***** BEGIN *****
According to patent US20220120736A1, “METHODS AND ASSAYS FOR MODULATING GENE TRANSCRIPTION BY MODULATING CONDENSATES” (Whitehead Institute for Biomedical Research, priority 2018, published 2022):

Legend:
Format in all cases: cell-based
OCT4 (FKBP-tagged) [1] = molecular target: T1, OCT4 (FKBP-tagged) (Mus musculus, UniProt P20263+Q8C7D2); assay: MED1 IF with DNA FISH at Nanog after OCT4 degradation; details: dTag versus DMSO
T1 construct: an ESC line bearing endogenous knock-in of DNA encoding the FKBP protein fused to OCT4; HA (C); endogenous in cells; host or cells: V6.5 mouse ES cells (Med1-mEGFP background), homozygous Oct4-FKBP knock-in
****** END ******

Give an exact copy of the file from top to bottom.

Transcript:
According to patent US20220120736A1, “METHODS AND ASSAYS FOR MODULATING GENE TRANSCRIPTION BY MODULATING CONDENSATES” (Whitehead Institute for Biomedical Research, priority 2018, published 2022):

Legend:
Format in all cases: cell-based
OCT4 (FKBP-tagged) [1] = molecular target: T1, OCT4 (FKBP-tagged) (Mus musculus, UniProt P20263+Q8C7D2); assay: MED1 IF with DNA FISH at Nanog after OCT4 degradation; details: dTag versus DMSO
T1 construct: an ESC line bearing endogenous knock-in of DNA encoding the FKBP protein fused to OCT4; HA (C); endogenous in cells; host or cells: V6.5 mouse ES cells (Med1-mEGFP background), homozygous Oct4-FKBP knock-in